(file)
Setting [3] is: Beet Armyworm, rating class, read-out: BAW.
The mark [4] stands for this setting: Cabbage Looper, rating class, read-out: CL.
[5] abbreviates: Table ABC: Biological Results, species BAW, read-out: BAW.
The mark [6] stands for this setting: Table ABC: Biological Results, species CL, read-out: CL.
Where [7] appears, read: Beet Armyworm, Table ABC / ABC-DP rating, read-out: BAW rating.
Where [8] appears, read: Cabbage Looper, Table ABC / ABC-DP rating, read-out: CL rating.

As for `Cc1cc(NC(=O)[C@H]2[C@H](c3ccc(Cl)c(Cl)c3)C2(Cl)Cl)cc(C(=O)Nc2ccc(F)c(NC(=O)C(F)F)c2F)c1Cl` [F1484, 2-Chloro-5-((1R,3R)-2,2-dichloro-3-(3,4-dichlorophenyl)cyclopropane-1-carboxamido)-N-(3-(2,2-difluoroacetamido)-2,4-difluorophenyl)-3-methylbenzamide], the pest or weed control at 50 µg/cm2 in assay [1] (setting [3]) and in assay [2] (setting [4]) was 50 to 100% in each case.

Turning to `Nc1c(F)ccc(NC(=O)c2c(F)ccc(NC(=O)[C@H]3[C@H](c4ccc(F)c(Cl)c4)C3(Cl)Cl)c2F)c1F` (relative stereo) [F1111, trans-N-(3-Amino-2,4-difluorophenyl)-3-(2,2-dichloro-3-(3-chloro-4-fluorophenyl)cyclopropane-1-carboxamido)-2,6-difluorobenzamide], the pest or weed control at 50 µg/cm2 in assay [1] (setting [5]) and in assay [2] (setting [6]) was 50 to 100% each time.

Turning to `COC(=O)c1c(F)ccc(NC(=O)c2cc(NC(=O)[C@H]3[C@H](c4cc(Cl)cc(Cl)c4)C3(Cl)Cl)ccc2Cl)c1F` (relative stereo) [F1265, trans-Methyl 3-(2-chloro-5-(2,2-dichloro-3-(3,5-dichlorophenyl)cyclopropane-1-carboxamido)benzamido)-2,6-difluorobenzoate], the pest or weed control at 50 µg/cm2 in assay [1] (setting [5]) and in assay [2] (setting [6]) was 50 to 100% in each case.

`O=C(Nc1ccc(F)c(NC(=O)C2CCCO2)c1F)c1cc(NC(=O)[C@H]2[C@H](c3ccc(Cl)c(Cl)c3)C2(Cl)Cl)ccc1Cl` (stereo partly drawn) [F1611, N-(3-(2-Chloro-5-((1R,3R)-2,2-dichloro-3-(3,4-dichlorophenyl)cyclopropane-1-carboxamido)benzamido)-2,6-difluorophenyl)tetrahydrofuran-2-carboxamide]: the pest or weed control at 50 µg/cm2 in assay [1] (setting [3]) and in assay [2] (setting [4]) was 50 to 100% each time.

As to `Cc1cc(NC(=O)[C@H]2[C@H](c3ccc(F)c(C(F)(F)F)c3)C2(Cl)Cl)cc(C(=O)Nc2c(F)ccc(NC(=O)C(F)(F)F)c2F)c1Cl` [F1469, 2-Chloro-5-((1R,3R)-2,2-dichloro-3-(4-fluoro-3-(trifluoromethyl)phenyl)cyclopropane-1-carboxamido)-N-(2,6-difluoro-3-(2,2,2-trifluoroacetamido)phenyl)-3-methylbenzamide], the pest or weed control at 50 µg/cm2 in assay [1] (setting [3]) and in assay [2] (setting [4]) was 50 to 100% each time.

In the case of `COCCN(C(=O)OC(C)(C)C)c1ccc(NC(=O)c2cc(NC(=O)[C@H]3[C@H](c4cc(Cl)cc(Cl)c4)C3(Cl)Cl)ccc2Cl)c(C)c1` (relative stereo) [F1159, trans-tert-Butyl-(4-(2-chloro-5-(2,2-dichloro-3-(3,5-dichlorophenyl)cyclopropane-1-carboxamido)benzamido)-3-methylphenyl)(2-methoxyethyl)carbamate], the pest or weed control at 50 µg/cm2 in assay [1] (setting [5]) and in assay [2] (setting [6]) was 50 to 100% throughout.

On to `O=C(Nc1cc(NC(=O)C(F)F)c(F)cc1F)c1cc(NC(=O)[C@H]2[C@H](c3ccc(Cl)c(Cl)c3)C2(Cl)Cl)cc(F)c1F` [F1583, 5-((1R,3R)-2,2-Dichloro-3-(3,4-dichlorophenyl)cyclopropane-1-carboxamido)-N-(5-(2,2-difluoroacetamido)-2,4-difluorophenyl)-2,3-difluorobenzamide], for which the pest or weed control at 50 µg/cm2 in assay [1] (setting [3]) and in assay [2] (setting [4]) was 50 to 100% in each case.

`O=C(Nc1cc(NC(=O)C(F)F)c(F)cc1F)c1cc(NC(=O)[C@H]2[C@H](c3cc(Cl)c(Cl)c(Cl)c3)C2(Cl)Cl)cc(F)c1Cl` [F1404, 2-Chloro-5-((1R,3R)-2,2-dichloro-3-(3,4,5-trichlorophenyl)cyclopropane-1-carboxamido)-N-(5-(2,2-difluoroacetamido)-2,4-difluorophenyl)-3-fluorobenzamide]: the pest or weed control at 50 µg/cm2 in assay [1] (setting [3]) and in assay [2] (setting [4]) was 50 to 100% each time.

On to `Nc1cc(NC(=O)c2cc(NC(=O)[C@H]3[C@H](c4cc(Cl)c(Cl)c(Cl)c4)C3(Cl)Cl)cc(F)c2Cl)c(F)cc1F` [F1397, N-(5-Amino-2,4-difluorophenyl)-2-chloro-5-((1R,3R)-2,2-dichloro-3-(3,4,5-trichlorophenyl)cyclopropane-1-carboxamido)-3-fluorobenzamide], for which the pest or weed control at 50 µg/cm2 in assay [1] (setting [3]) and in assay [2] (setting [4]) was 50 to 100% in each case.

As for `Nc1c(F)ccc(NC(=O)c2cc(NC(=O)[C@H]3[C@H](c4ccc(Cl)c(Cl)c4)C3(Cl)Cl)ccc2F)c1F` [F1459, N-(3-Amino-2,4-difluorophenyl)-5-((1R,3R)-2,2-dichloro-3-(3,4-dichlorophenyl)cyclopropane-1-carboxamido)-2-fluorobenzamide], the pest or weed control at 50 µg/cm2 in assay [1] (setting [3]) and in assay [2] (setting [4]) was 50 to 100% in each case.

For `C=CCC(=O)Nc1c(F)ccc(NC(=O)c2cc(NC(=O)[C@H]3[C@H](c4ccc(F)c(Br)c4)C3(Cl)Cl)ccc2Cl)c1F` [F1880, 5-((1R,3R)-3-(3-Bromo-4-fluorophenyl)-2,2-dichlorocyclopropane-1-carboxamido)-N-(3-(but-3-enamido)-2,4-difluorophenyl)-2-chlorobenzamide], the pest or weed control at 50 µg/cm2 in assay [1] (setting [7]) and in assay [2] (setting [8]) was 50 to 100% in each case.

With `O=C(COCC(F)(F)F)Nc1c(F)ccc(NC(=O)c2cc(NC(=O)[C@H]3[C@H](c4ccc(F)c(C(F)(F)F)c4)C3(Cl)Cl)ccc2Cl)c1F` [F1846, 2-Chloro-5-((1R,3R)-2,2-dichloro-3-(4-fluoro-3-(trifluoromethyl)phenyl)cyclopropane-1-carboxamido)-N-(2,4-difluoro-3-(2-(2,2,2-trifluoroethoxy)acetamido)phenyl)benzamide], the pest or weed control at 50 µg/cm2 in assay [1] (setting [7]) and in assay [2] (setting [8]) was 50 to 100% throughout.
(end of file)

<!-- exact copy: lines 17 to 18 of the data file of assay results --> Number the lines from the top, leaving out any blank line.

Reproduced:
For `C=CCC(=O)Nc1c(F)ccc(NC(=O)c2cc(NC(=O)[C@H]3[C@H](c4ccc(F)c(Br)c4)C3(Cl)Cl)ccc2Cl)c1F` [F1880, 5-((1R,3R)-3-(3-Bromo-4-fluorophenyl)-2,2-dichlorocyclopropane-1-carboxamido)-N-(3-(but-3-enamido)-2,4-difluorophenyl)-2-chlorobenzamide], the pest or weed control at 50 µg/cm2 in assay [1] (setting [7]) and in assay [2] (setting [8]) was 50 to 100% in each case.

With `O=C(COCC(F)(F)F)Nc1c(F)ccc(NC(=O)c2cc(NC(=O)[C@H]3[C@H](c4ccc(F)c(C(F)(F)F)c4)C3(Cl)Cl)ccc2Cl)c1F` [F1846, 2-Chloro-5-((1R,3R)-2,2-dichloro-3-(4-fluoro-3-(trifluoromethyl)phenyl)cyclopropane-1-carboxamido)-N-(2,4-difluoro-3-(2-(2,2,2-trifluoroethoxy)acetamido)phenyl)benzamide], the pest or weed control at 50 µg/cm2 in assay [1] (setting [7]) and in assay [2] (setting [8]) was 50 to 100% throughout.